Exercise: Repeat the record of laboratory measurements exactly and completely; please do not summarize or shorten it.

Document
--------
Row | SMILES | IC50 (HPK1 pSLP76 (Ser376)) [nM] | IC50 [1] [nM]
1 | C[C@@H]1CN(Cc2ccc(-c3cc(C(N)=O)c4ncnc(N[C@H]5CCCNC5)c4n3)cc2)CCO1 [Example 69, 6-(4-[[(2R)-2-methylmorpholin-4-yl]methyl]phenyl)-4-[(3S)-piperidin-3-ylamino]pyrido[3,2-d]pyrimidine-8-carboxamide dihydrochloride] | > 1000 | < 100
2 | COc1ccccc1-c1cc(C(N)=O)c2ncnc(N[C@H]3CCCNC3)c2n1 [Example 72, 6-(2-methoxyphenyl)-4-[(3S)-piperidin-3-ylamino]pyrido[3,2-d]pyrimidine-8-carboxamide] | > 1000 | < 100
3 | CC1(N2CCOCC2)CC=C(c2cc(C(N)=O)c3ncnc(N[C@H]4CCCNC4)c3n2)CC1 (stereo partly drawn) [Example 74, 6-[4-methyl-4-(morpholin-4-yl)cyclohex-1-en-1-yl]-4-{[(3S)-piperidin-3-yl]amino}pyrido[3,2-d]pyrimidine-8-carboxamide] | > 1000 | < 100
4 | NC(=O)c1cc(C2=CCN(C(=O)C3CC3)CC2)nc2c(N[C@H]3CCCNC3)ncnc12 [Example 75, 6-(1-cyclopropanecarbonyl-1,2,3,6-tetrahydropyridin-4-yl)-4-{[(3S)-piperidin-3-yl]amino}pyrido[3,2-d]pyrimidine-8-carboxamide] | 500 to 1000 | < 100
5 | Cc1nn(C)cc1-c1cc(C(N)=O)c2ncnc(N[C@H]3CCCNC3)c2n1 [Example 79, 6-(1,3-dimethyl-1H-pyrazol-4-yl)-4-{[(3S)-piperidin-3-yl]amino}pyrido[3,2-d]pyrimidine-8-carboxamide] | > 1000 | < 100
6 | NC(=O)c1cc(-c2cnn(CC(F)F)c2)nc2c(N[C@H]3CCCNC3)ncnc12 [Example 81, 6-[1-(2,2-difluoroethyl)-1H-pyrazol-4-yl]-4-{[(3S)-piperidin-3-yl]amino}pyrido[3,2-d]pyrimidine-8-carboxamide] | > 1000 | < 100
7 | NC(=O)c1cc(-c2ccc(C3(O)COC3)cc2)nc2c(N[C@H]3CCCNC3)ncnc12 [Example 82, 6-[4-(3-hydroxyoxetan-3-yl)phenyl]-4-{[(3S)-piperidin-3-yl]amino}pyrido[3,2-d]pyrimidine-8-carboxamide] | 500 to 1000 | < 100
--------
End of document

Row | SMILES | IC50 (HPK1 pSLP76 (Ser376)) [nM] | IC50 [1] [nM]
1 | C[C@@H]1CN(Cc2ccc(-c3cc(C(N)=O)c4ncnc(N[C@H]5CCCNC5)c4n3)cc2)CCO1 [Example 69, 6-(4-[[(2R)-2-methylmorpholin-4-yl]methyl]phenyl)-4-[(3S)-piperidin-3-ylamino]pyrido[3,2-d]pyrimidine-8-carboxamide dihydrochloride] | > 1000 | < 100
2 | COc1ccccc1-c1cc(C(N)=O)c2ncnc(N[C@H]3CCCNC3)c2n1 [Example 72, 6-(2-methoxyphenyl)-4-[(3S)-piperidin-3-ylamino]pyrido[3,2-d]pyrimidine-8-carboxamide] | > 1000 | < 100
3 | CC1(N2CCOCC2)CC=C(c2cc(C(N)=O)c3ncnc(N[C@H]4CCCNC4)c3n2)CC1 (stereo partly drawn) [Example 74, 6-[4-methyl-4-(morpholin-4-yl)cyclohex-1-en-1-yl]-4-{[(3S)-piperidin-3-yl]amino}pyrido[3,2-d]pyrimidine-8-carboxamide] | > 1000 | < 100
4 | NC(=O)c1cc(C2=CCN(C(=O)C3CC3)CC2)nc2c(N[C@H]3CCCNC3)ncnc12 [Example 75, 6-(1-cyclopropanecarbonyl-1,2,3,6-tetrahydropyridin-4-yl)-4-{[(3S)-piperidin-3-yl]amino}pyrido[3,2-d]pyrimidine-8-carboxamide] | 500 to 1000 | < 100
5 | Cc1nn(C)cc1-c1cc(C(N)=O)c2ncnc(N[C@H]3CCCNC3)c2n1 [Example 79, 6-(1,3-dimethyl-1H-pyrazol-4-yl)-4-{[(3S)-piperidin-3-yl]amino}pyrido[3,2-d]pyrimidine-8-carboxamide] | > 1000 | < 100
6 | NC(=O)c1cc(-c2cnn(CC(F)F)c2)nc2c(N[C@H]3CCCNC3)ncnc12 [Example 81, 6-[1-(2,2-difluoroethyl)-1H-pyrazol-4-yl]-4-{[(3S)-piperidin-3-yl]amino}pyrido[3,2-d]pyrimidine-8-carboxamide] | > 1000 | < 100
7 | NC(=O)c1cc(-c2ccc(C3(O)COC3)cc2)nc2c(N[C@H]3CCCNC3)ncnc12 [Example 82, 6-[4-(3-hydroxyoxetan-3-yl)phenyl]-4-{[(3S)-piperidin-3-yl]amino}pyrido[3,2-d]pyrimidine-8-carboxamide] | 500 to 1000 | < 100